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Grill v. Trians Photo Lab

April 13, 2007

MARVIN GRILL, PLAINTIFF,
v.
TRIANS PHOTO LAB, INC. D/B/A/ TRICOLOR IMAGING, DEFENDANT.



The opinion of the court was delivered by: Dora L. Irizarry, U.S. District Judge

ORDER ADOPTING REPORT AND RECOMMENDATION

Plaintiff Marvin Grill ("Grill") brought suit against his employer, Trians Photo Lab, Inc. d/b/a/ Tri Color Imaging ("Tri Color" or "defendant") alleging that defendant violated the Age Discrimination in Employment Act, 29 U.S.C. §§ 621, et seq ("ADEA") and New York Executive Law §§ 294 and 297 by terminating him. Defendant moved for summary judgment on all of the claims pursuant to Fed. R. Civ. P. 56. By order dated October 23, 2006, this court referred the motion to U.S. Magistrate Judge Arlene R. Lindsay for preparation of a Report and Recommendation ("R&R"). Judge Lindsay issued a R&R on January 30, 2007, and recommended that this court deny defendant's motion. Defendant filed timely objections to the R&R on February 10, 2007. Plaintiff filed a brief response to defendant's objections on February 20, 2007. For the reasons set forth below, the court adopts the R&R in its entirety.

Discussion

When reviewing a magistrate judge's report, a district judge must make a de novo determination with respect to those parts of the R&R to which any party objects. The district court may then "accept, reject, or modify the recommended decision, receive further evidence, or recommit the matter to the magistrate judge with instructions." Fed. R. Civ. P. 72(b);28 U.S.C. § 636(b); See also United States v. Raddatz, 447 U.S. 667, 673-76, 100 S.Ct. 2406, 65 L.Ed.2d 424 (1980).

ADEA cases are determined according to the framework set out by the Supreme Court in McDonnell Douglas Corp. v Green, 411 U.S. 792, 802, 93 S.Ct. 1817, 36 L.Ed. 2d 668 (1973). See Terry v. Ashcroft, 336 F.3d 128, 137-38 (2d Cir. 2003).Under the McDonnell Douglas analysis, the plaintiff carries the initial burden of proving a prima facie case of discrimination. Id. To establish a prima facie case, the plaintiff must show that (1) he is a member of a protected class; (2) he is qualified for the position; (3) he suffered an adverse employment action; and (4) the adverse employment action occurred under circumstances giving rise to an inference of discrimination. D'Cunha v. Genovese/Eckerd Corp., 04 CV 0391, 2007 WL 587249, *2 (2nd Cir. Feb 27, 2007). The parties agreed that plaintiff is a member of a protected class and he experienced an adverse employment action. In the R&R, Judge Lindsay determined that summary judgment was inappropriate because genuine issues of material fact exist regarding whether Grill was qualified for his position and whether Grill was terminated under circumstances that give rise to an inference of discrimination.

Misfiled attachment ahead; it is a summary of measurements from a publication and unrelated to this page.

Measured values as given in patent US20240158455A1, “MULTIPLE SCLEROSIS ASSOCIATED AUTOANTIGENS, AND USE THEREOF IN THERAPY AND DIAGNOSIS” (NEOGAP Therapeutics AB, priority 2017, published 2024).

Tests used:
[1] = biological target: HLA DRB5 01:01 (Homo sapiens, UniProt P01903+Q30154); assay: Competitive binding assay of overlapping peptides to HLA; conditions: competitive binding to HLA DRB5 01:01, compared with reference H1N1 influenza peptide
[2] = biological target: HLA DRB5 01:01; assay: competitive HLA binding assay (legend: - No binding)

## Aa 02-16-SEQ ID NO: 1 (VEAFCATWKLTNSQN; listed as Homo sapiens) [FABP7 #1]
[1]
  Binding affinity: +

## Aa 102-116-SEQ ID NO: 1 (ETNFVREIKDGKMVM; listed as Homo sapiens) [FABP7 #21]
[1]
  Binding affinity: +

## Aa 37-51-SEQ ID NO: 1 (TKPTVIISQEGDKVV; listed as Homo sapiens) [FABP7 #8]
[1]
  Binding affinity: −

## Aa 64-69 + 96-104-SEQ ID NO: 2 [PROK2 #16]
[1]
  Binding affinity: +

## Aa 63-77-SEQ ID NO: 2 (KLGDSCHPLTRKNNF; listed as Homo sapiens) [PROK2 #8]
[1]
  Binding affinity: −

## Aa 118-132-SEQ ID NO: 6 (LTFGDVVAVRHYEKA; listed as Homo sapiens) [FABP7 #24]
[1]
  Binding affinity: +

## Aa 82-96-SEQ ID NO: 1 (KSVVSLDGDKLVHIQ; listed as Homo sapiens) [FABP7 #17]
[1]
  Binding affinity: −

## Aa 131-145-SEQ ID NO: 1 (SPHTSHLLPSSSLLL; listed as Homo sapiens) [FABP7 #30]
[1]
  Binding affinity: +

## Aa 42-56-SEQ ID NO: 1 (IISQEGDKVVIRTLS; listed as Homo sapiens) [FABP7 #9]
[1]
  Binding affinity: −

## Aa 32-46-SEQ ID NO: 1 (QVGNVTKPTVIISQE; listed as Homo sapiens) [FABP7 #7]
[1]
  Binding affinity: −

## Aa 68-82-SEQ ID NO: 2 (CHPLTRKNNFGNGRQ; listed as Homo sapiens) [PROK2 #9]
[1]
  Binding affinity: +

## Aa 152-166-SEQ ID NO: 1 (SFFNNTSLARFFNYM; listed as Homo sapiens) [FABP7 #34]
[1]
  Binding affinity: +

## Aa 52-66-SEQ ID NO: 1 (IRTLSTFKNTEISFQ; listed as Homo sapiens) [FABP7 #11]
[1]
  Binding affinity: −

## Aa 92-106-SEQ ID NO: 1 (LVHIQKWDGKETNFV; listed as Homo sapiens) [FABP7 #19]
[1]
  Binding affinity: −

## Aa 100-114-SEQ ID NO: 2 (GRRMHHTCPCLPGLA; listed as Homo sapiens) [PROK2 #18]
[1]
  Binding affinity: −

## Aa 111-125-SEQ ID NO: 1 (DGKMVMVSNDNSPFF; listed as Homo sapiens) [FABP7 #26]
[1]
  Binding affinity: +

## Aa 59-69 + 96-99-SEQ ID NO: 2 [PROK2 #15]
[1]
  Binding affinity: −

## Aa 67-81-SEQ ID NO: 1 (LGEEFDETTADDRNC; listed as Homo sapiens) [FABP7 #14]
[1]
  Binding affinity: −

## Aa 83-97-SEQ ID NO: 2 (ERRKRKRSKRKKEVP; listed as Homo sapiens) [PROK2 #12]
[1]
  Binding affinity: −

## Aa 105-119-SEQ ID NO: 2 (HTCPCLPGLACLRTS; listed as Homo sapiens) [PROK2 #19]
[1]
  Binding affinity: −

Material Issues of Fact Exist Regarding Whether Grill Was Qualified for the Job In its objections to the R&R, defendant takes issue with Grill's qualifications for the position and contends that, because Grill was not qualified for the job, he fails to establish a prima facia case under ADEA. Essentially, defendant argues that Grill was not qualified because defendant's sales decreased when Grill was general manager, despite the fact that Grill admitted being instructed to increase sales. Defendant puts an inordinate amount of weight on the expectation that Grill would increase sales, perhaps because it can empirically show that sales decreased while Grill was general manager. However, a de novo review of the record demonstrates that Grill was not only hired to increase sales, but had myriad other duties. Grill testified that:

Q: After you asked Nick what your function would be, what specifically did he say?

A: I would oversee the operation. Communicate with the existing accounts. Set up marketing programs. Set up sales programs, and proceed to actively pursue new accounts.

Q: Were those, in fact, your duties and responsibilities as general manager at Tri Color?

A: That's correct.

Deposition of Marvin Grill, annexed as Exhibit F to the Affidavit of Steven Seltzer ("Selzer Aff."). Grill's account is corroborated by the testimony of Nick Melconian, the founder of Tri Color:

Q: While you were in the restaurant, did you discuss what Mr. Grill's duties at Tri Color would be?

A: Yes.

Q: What did you ...


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